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The voice of Scotland’s vibrant voluntary sector

Published by Scottish Council for Voluntary Organisations

TFN is published by the Scottish Council for Voluntary Organisations, Mansfield Traquair Centre, 15 Mansfield Place, Edinburgh, EH3 6BB. The Scottish Council for Voluntary Organisations (SCVO) is a Scottish Charitable Incorporated Organisation. Registration number SC003558.

Making short-term cash reserves work harder

This opinion piece is 12 months old

In addition to their long-term invested portfolios, charities will need to hold a portion of their reserves in cash to meet shorter-term expenses and capital costs. These may be for distributions to charitable causes or day to day operational expenses. This cash needs to be managed with the same care as an invested portfolio to maximise returns and ensure it meets cash flow needs.

The right weighting in cash is a balancing act. It needs to be sufficiently large to manage any necessary liabilities, but not so large as to compromise long-term investment returns. Long-term cash returns are still below those of stock markets or fixed income portfolios, so there will be an opportunity cost to holding cash.

At the same time, cash rates will vary, so it is important to ensure that this cash is working as hard as it can be. The returns available from shorter-term deposits have improved as global interest rates have risen. Nevertheless, cash savings accounts have not always kept pace with central bank rate rises.

Why use a liquidity portfolio? Liquidity portfolios can be used to generate a stronger return than that available in a cash savings account with a commercial bank. They can also bring diversification and help with risk management. Rather than holding large amounts with a single bank, or smaller amounts spread across multiple banks, liquidity portfolios will have a range of exposures, reducing default risk.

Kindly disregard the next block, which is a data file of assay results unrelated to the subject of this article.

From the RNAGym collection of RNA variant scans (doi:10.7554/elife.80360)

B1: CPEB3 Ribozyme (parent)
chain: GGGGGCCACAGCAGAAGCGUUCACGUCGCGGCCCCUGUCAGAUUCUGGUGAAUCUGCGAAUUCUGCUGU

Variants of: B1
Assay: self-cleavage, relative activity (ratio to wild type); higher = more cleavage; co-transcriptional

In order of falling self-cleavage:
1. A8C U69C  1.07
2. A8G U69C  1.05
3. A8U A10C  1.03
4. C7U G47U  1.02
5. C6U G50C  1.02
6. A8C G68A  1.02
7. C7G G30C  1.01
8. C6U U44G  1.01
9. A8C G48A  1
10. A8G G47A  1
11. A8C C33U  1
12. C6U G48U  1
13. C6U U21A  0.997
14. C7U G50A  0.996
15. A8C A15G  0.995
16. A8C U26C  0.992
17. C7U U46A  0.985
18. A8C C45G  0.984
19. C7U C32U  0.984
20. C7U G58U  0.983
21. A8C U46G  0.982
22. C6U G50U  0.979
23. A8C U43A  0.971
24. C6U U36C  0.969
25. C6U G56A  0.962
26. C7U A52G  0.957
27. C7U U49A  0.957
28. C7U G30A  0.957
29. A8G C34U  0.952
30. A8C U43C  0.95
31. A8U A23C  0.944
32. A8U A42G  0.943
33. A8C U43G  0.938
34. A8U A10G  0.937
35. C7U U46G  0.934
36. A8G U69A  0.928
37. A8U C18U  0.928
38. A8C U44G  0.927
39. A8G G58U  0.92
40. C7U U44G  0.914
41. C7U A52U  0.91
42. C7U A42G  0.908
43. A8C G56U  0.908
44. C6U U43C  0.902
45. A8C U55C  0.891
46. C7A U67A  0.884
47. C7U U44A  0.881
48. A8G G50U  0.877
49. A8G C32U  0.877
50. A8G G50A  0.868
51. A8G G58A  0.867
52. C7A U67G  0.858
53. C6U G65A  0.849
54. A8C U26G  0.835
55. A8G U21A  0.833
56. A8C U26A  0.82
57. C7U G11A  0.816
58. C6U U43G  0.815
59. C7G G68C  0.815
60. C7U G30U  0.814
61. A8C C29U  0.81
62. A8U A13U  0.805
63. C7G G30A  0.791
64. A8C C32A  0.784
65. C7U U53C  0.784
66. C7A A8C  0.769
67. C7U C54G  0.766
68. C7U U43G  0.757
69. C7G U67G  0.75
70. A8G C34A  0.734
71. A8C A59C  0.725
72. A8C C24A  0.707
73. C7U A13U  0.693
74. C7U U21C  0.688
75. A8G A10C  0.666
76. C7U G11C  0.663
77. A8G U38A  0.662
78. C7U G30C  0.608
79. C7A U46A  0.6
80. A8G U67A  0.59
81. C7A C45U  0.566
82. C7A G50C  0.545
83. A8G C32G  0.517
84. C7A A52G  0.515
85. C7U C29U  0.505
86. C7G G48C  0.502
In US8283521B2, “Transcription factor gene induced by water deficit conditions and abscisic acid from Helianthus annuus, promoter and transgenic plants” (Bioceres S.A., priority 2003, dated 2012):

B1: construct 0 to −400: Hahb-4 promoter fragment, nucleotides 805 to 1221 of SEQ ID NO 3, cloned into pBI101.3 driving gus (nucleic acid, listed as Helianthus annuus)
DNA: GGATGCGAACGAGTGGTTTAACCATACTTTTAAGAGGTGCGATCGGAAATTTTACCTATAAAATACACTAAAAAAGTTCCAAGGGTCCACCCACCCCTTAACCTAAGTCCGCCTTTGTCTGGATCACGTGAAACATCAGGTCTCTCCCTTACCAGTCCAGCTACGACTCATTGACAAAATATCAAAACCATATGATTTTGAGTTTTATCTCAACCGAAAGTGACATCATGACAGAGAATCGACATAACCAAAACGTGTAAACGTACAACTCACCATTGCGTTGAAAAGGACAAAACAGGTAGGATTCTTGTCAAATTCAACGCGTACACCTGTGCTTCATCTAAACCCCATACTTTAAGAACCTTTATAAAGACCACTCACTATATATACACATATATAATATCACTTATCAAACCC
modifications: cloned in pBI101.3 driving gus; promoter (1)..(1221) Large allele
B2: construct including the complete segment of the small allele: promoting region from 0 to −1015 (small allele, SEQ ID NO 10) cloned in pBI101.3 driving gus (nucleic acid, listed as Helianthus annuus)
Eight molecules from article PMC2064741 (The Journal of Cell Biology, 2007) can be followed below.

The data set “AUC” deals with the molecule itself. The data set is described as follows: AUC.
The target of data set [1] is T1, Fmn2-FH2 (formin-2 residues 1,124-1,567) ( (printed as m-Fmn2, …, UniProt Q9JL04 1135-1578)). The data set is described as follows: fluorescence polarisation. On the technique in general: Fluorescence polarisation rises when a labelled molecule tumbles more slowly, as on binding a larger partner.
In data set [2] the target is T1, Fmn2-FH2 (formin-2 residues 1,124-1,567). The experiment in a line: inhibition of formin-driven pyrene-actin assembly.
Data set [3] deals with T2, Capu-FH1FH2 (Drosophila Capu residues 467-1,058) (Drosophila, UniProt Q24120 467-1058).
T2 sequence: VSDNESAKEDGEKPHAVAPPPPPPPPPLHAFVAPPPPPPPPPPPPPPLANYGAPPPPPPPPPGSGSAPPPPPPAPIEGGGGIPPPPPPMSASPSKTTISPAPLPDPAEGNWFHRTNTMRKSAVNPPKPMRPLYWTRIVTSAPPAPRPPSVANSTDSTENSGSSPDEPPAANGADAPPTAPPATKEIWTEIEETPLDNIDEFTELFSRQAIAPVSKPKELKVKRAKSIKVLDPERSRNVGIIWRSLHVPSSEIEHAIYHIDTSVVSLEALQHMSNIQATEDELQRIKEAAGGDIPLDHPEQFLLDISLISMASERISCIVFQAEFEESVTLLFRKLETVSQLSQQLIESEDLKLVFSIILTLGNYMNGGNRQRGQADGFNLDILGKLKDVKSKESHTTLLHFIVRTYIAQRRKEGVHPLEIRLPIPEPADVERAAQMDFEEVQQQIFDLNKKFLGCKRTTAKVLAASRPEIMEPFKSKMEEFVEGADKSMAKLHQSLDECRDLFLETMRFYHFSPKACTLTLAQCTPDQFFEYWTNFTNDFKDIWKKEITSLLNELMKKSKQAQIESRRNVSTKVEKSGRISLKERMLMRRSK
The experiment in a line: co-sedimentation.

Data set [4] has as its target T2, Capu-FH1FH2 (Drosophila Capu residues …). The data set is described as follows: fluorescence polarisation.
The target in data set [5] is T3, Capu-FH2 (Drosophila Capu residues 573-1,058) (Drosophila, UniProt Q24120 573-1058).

Any cash portfolio needs to be managed with a keen understanding of an organisation’s short and long-term liabilities. Building a portfolio starts with the broader cashflow context of the organisation’s operations, and the associated liquidity requirements. This helps us understand how much should be held in cash and when that cash needs to be available.

The type of securities in a liquidity portfolio - Liquidity portfolios will comprise a variety of assets, depending on the risk profile and time horizons. However, the ‘core’ assets for most liquidity portfolios will be short-term government debt, combined with cash funds, usually managed by the large fund groups.

Flexibility over time - Liquidity portfolios are flexible and can take advantage of shifting market opportunities. Today, for example, we find the majority of opportunities are in shorter-dated bonds, but if the shape of the yield curve were to change, we would revisit this assessment. Likewise, if a charity’s cashflow needs change, the structure of the portfolio can be adapted accordingly.

Liquidity portfolios can be established as a separate portfolio, segregated from the primary investment portfolio. They are an efficient way for a charity to manage its short-term cash needs and liabilities.

Evelyn Partners can help you to set up a liquidity portfolio and make your short term cash reserves work harder. Please feel free to get in touch with me at

Keith Burdon is Director, Investment Management at Evelyn Partners

Important Information

By necessity, this briefing can only provide a short overview and it is essential to seek professional advice before applying the contents of this article. This briefing does not constitute advice nor a recommendation relating to the acquisition or disposal of investments. No responsibility can be taken for any loss arising from action taken or refrained from on the basis of this publication. The value of investments can go down as well as up and investors may not get back the amount invested. Past performance is not a guide to future performance.

Issued by Evelyn Partners Investment Management Services Limited, authorised and regulated by the Financial Conduct Authority